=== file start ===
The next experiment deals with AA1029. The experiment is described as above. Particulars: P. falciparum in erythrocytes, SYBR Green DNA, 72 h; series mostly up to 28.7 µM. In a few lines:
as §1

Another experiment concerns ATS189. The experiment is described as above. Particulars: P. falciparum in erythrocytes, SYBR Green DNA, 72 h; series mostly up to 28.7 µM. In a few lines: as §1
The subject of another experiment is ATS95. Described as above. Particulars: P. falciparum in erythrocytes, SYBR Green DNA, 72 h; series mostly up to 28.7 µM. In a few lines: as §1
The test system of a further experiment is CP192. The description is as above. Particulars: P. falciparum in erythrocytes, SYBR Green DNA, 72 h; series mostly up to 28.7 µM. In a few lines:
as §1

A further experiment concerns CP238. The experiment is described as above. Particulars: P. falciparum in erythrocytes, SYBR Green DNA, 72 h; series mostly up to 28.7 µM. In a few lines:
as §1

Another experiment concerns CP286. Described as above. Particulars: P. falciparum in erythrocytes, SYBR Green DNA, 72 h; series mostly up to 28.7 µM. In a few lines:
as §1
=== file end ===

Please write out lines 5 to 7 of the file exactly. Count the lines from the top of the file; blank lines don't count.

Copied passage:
The test system of a further experiment is CP192. The description is as above. Particulars: P. falciparum in erythrocytes, SYBR Green DNA, 72 h; series mostly up to 28.7 µM. In a few lines:
as §1

A further experiment concerns CP238. The experiment is described as above. Particulars: P. falciparum in erythrocytes, SYBR Green DNA, 72 h; series mostly up to 28.7 µM. In a few lines: